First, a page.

Sex, Shoes and Interest Rates

We have yet more proof, if any was needed, of Australia’s 2-speed economy.

There’s one speed for those directly and indirectly exposed to the mining boom. It’s fast, super-sonic in some places.

Mining matriarch Gina Rinehart catapulting to the top of the top of Australia’s rich list, with an estimated fortune of $9 billion, is living proof.

Close behind on almost $7 billion, is Andrew “Twiggy” Forest, another who has made a fortune from the red dirt of Western Australia.

Then there are the stories many of us have no-doubt heard about those young guys and gals earning $150,000 per annum driving trucks round and round, up and down giant open cut mines.

Great salary. Tough work in remote places in stinking hot weather. Good luck to them I say. They probably deserve the pay.

The Real Heroes

Back in the real world, there are the rest of us. Teachers and nurses, the real heroes of this world, earn $50,000 per annum. The average Australian wage is $68,000.

The average Aussie battler is struggling. Variable mortgage rates are back up at 8%. On a $350,000 mortgage, that’s a monthly repayment of $2,700. It doesn’t leave much left over for the necessities in life, let alone the odd luxury.

As for why a battling family has such a massive mortgage, well, we’ll leave the Great House Price debate for another day.

Given all that, it’s no wonder then that retail sales growth slumped to just 0.2% in December, according to the Australian Bureau of Statistics (ABS).

No wonder also that Myer (ASX: MYR) is doing it tough. Shares in the department store plunged 12% on Monday after a shock profit warning.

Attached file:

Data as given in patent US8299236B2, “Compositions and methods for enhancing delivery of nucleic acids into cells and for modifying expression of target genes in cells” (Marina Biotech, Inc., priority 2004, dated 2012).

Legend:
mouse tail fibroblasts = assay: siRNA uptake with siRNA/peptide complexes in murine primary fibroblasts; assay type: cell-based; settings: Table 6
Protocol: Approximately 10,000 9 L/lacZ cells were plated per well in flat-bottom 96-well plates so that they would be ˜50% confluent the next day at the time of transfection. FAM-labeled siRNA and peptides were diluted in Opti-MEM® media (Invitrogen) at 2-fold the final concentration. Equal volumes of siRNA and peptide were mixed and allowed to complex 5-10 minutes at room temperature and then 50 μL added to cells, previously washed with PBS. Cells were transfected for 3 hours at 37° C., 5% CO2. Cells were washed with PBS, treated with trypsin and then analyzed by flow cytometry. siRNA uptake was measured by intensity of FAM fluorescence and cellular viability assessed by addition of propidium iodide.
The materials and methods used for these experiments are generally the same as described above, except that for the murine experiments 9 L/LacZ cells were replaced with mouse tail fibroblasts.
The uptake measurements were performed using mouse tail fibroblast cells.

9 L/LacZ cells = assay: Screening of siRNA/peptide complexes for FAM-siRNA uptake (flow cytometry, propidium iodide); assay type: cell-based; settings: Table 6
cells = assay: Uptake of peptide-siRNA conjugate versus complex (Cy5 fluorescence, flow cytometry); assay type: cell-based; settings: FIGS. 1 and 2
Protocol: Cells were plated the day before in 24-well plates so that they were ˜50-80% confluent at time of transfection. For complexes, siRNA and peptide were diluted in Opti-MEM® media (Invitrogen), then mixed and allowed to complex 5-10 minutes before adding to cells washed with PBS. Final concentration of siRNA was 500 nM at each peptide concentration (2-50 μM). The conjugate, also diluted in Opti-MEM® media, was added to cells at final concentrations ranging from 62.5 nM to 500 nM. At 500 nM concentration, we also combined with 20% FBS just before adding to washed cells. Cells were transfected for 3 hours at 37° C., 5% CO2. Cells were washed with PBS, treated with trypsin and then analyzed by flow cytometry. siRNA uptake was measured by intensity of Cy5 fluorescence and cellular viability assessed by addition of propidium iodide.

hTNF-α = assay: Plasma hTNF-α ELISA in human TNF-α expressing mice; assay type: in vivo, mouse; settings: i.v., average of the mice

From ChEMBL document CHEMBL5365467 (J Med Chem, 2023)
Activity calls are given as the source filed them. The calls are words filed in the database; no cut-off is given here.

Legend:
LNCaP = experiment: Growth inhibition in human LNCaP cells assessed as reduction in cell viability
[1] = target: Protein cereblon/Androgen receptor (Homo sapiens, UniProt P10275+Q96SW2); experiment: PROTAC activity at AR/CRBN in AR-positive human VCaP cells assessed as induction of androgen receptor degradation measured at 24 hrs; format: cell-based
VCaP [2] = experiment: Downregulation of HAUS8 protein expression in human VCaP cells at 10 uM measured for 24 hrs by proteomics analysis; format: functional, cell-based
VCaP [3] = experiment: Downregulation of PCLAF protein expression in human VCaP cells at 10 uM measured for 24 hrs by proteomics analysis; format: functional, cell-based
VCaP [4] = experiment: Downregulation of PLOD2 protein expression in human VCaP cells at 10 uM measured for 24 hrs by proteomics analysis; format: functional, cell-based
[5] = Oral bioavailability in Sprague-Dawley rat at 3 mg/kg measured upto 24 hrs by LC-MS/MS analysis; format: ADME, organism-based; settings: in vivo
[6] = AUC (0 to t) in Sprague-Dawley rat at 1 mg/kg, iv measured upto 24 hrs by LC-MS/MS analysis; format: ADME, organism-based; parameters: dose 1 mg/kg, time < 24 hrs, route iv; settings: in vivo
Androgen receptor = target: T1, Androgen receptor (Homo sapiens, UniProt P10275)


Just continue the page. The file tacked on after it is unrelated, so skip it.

Beware Men In Sharp Suits

Blue chip shares don’t normally fall 12% in a day. But this was no ordinary profit warning, with CEO Bernie Brooks revealing there had been a 7% fall in foot traffic during Myer’s January stocktake sale.

Needless to say, it was a tough day for investors who piled into the much-hyped Myer re-float at $4.10 per share.

With Myer shares now trading at $3.30, it has been a quick and painful lesson as to why punters should be wary buying used goods from private equity consortiums.

Still, it didn’t stop Bernie Brooks splashing $42 million on a 65% stake in fashion label sass & bide. Not being one for high fashion myself, all I can say is for that price tag their threads would want to be pretty damn flash.

Interest Rates on Hold?

So what’s all this mean for interest rates?

Based on minimal sales growth in December, Myer’s tough January, and the struggling mortgage belt, you’d reckon the Reserve Bank of Australia (RBA) would be keeping them on hold for some time.

Even Treasurer Wayne Swan seems to be jawboning the RBA to go steady on the interest-rate lever.

Quoted in the Australian Financial Review, he said…

“Despite the Australian economy’s strong fundamentals and job creation, we’re seeing consumers take a more cautious approach to their spending, which isn’t surprising given the stream of difficult stream of news coming from abroad, particularly Europe. A high level of discounting by retailers also slowed sales growth in the month.”

Or perhaps it’s all just political spin? Nothing surprises with politicians.

Sex, Italy and A Pair Of Shoes

As somewhat of an aside, I’m not sure the UK’s woes, Ireland’s basket-case of an economy, or the Italian prime minister’s alleged sexual exploits, come too much into the thinking of Mr & Mrs John Citizen when they are deciding whether to buy that new pair of shoes.

“Those shoes are so nice. I wish I could buy them, but I better not. The mafia is allegedly holding compromising photos of Silvio Berlusconi.”

What is Wayne Swan on? Over-spin?

More Pain To Come?

Back to interest rates. Maybe do have further to rise?

Unemployment at 5% (effectively full employment) and the ANZ (ASX: ANZ) saying job ads in January soared 40.5% over the corresponding month last year, suggests the RBA will need to inflict more mortgage-belt pain.

If only they could work out a way to slow the speeding miners, and leave the rest of us to battle away…

Like a mining tax or something? Now there’s an idea.

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